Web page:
Title: The Frozen Ground
Directed by: Scott Walker
Starring: Nicolas Cage, John Cusack, Vanessa Hudgens, Dean Norris, 50 Cent, Kevin Dunn, Radha Mitchell, Jodi Lyn O’Keefe
Running time: 105 minutes, Rated R, Available on Blu-Ray
Special Features: Commentary with Director & Producers; 7 Deleted Scenes with Director Commentary; Writing The Frozen Ground featurette; Examining The Frozen Ground featurette; Behind the Scenes with interviews of cast/crew; Extended Interviews with Cast & Crew; Trailer
Based on the true story of Alaskan State Trooper Jack Halcombe (Cage) who is weeks within leaving the force in 1983, when a case comes about involving a kidnapped and raped teenage prostitute named Cindy (Hudgens) that narrowly escapes being murdered. She accuses Robert Hansen (Cusack), a model citizen and family man that mistakenly revealed too much of his many past victims to her. Hansen is determined to track Cindy down and silence her forever before the police can find his buried victims when the snow melts.
The Positive: True crime stories set before the internet boom always seem more interesting to me because it was much harder to pin down the guilty without technology to assist them. I liked that it wasn’t a whodunit type of film, it was a “can they bring a case against the killer or will he get off” type of film. John Cusack is an excellent sleazy villain.
The Negative: Lots of good actors cast in random throwaway parts – 50 Cent, Radha Mitchell, Dean Norris (Hank from Breaking Bad). They say there’s no small parts, but let’s be honest, there wasn’t enough part to even make a mark by casting these actors. Nothing against Vanessa Hudgens as an actress, but her character was dumb. She made a lot of dumb choices and always putting herself in danger. She feared for her life, but kept trying to escape safety and go home for her stuff. Screw your stuff. Get new stuff. “Bitch you’re gonna die!” I said aloud to the screen whenever her character made yet another dumb decision. I did appreciate that the filmmakers decided to show pictures of each of Hansen’s known victims, but the ending was a let down. The whole movie Hansen was fighting all accusations until suddenly he basically gives up in a sort of “okay you got me,” to which you’re left there kind of incredulous at how easy that was.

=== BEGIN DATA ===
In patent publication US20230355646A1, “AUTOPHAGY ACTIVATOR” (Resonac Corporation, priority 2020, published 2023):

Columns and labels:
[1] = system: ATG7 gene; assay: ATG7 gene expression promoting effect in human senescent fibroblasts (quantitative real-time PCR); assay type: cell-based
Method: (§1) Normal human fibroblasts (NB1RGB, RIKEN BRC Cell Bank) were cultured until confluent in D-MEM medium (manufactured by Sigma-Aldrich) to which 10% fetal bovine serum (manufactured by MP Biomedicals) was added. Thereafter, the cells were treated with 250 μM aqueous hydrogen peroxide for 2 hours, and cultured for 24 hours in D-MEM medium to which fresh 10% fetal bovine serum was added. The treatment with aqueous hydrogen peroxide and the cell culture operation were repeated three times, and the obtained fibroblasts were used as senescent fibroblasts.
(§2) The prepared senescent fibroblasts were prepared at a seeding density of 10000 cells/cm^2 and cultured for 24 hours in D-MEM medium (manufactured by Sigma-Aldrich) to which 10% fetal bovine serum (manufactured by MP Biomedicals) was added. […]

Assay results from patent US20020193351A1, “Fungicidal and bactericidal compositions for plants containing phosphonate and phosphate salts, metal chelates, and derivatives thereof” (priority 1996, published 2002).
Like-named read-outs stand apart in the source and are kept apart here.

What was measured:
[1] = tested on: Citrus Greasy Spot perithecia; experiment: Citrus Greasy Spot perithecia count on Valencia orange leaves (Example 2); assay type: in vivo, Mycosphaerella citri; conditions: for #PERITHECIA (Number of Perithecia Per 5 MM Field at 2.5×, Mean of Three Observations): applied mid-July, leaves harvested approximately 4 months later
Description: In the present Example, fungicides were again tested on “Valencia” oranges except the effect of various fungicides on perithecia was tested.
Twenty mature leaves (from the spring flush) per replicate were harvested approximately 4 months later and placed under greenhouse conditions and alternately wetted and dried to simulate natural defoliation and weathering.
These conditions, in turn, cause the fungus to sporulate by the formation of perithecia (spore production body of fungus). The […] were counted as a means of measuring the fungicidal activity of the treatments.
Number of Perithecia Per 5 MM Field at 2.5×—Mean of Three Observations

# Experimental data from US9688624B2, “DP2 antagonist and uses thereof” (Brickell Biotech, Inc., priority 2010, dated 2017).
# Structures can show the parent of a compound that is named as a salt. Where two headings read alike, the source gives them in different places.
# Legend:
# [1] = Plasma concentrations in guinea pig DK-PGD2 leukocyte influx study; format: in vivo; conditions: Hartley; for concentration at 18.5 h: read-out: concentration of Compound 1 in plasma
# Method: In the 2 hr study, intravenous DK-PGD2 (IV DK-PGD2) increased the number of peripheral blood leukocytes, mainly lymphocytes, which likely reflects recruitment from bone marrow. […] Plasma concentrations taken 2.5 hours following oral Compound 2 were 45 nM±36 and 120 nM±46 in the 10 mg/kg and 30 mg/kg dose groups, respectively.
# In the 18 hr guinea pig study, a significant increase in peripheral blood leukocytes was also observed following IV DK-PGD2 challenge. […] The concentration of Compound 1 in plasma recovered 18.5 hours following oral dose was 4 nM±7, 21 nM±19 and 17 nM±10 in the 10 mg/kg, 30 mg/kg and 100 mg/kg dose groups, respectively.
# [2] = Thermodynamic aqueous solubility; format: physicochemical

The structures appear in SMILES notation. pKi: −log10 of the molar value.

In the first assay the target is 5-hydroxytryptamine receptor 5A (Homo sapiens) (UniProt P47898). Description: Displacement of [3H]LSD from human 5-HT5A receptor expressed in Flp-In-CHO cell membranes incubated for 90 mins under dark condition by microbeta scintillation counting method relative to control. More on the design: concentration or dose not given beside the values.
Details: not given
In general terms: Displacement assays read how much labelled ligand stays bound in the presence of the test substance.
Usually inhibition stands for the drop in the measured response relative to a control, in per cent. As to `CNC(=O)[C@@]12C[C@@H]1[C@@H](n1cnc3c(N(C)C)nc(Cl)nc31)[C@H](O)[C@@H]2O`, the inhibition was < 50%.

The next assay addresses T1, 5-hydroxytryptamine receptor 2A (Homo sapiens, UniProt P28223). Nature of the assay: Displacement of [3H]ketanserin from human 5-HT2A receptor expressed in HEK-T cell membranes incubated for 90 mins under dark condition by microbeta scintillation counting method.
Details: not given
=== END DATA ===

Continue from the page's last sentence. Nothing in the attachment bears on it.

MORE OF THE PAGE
There’s lots of special features, and the unintentionally funniest of which was Nicolas Cage’s interview because he’s so intense about describing his character and acting method. I mean, that’s cool and all, but dude, dial it down; your character wasn’t that complex. Not every performance needs to be Oscar worthy, especially not here.
Total rating: C
Reviewed by: JM Willis